ICBAS - Instituto de Ciências Biomédicas Abel Salazar

ICBAS leads a One Health project for the safe use of antimicrobials

The USAM SULEI project will invest more than 850 thousand euros in promoting the safe use of antimicrobials in the production of pigs and bovine milk.

Monitoring, raising awareness, and providing information on good practices associated with the safe use of antimicrobials in the production of pigs and bovine milk is the aim of the USAM SULEI project, led by the Instituto de Ciências Biomédicas Abel Salazar (ICBAS) of the University of Porto, and co-financed by the European Union through the Recovery and Resilience Plan (PRR).

For the project's main researcher and ICBAS professor, João Niza Ribeiro, "the funding received –more than 850 thousand euros – will allow the development and implementation of an integrated online system (web platform) to support decision-making in the use of antimicrobials, aimed at veterinarians and producers, with the objective of sustainably reducing the consumption of antibiotics on pig farms and in dairy farming”.

Read the full text here.

Source: Notícias UP; Image: Amber Kipp via unsplash.


The ecology of antimicrobial resistance

Microbiology has made a decisive contribution to the development of the One Health, particularly when combined with advanced microbial genomic tools. Through them, we can investigate outbreaks (e.g. Salmonella spp., Campylobacter jejuni), monitor variants of pathogenic microorganisms or understand the global circulation of bacteria and resistance genes between the human, animal and environmental biome. In fact, the bacterial species that we are most concerned about in terms of resistance (ESKAPE*) share three characteristics: (i) can colonize more than one animal species, (ii) behave mostly like commensal (e.g., are able to colonize the intestine or skin of humans and animals without causing any disease), and (iii) have a remarkable eco-resistance, being able to survive on inert surfaces, in soil or in water for a long time. Therefore, they are able to “travel” between different hosts, demonstrating that without a holistic view we will not be able to contain them.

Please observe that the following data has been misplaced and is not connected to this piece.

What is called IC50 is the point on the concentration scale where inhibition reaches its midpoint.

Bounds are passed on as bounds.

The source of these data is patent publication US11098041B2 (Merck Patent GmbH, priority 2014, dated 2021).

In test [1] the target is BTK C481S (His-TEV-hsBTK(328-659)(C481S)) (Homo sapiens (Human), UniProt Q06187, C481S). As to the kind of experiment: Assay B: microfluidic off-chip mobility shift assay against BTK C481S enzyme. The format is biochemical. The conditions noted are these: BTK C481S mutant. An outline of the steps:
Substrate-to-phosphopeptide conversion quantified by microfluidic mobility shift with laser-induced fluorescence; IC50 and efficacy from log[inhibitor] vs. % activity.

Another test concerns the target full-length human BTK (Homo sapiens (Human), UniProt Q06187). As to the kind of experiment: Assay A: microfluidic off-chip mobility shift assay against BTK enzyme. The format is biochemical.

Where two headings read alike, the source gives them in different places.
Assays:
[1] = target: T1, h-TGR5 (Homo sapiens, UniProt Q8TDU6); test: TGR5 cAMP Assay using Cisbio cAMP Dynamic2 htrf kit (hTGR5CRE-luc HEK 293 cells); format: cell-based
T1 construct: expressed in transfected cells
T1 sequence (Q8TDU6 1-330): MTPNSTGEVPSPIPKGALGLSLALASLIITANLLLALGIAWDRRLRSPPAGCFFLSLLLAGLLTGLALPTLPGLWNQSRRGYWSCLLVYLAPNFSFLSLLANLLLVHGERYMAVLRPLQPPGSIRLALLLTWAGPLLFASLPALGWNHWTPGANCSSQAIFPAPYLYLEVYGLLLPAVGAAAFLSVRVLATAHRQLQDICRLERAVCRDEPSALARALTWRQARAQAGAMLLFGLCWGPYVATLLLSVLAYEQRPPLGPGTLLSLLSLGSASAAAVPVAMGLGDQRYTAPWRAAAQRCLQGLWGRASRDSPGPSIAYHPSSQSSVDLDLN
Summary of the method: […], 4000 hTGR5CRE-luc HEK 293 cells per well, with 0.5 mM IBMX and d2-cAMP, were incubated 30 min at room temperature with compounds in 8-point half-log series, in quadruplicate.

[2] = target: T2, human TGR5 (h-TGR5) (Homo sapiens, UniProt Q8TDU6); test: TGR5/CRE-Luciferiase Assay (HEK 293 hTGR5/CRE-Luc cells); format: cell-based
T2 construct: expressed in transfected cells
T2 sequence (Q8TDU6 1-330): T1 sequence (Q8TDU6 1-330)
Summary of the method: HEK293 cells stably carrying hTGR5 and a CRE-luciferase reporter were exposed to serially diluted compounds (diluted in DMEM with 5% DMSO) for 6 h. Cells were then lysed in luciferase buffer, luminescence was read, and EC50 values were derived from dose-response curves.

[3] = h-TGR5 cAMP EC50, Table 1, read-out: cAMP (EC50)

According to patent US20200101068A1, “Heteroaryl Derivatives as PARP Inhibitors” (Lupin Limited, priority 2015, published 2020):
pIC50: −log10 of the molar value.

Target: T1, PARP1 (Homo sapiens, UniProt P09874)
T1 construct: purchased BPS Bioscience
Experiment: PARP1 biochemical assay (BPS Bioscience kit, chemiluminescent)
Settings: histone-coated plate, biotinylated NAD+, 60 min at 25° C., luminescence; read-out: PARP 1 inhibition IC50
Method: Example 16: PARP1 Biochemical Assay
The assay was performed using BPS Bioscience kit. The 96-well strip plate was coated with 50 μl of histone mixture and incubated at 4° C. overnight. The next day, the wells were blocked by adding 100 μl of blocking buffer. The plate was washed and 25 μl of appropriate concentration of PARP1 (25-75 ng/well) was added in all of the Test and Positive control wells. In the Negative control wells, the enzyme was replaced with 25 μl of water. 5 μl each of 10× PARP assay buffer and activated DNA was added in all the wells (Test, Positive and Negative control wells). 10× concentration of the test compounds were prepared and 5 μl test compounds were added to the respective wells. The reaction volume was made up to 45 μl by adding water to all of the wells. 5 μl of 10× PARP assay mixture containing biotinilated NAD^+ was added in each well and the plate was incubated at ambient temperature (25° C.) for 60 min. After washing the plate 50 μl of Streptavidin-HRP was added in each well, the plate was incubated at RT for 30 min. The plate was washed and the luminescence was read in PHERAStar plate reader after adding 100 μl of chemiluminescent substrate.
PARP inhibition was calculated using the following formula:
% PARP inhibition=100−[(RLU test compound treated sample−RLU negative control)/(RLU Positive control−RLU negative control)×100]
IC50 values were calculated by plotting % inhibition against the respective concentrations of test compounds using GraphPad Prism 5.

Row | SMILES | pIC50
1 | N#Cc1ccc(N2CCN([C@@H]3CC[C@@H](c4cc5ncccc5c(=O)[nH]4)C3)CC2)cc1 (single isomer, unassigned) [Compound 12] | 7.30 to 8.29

Under this perspective, the microLAB Laboratory of the Aquatic Production Department of ICBAS – in collaboration with companies, institutions and other research groups – has been studying:

1. The presence of multi-resistant Enterobacteriaceae in different animal populations (chickens, gulls, birds of prey, wolves, bivalves, sea urchins, rabbits, dogs and cats), in humans (pet owners) and in the environment (stations of wastewater treatment, rivers, beaches, lakes and city fountains);

2. The antibacterial activity of hundreds of chemical compounds isolated in cyanobacteria and marine fungi or modified/generated by chemical synthesis processes, provided by collaborating research groups;

3. The phylogenetic proximity between bacteria isolated from humans and bacteria obtained from trains and buses (Staphylococcus aureus resistant to methicillin-MRSA) or in chickens and dogs (Campylobacter jejuni).

*Enterococcus faecium, Staphylococcus aureus, Klebsiella pneumoniae, Acinetobacter baumannii, Pseudomonas aeruginosa, Enterobacter spp.

To know more:

Neofiscalin A and fiscalin C are potential novel indole alkaloid alternatives for the treatment of multidrug resistant Gram-positive bacterial infections

Campylobacter jejuni in Different Canine Populations: Characteristics and Zoonotic Potential

Antimicrobial Activity of a Library of Thioxanthones and Their Potential as Efflux Pump Inhibitors

Contact: Professor Paulo Martins da Costa (pmcosta@icbas.up.pt)

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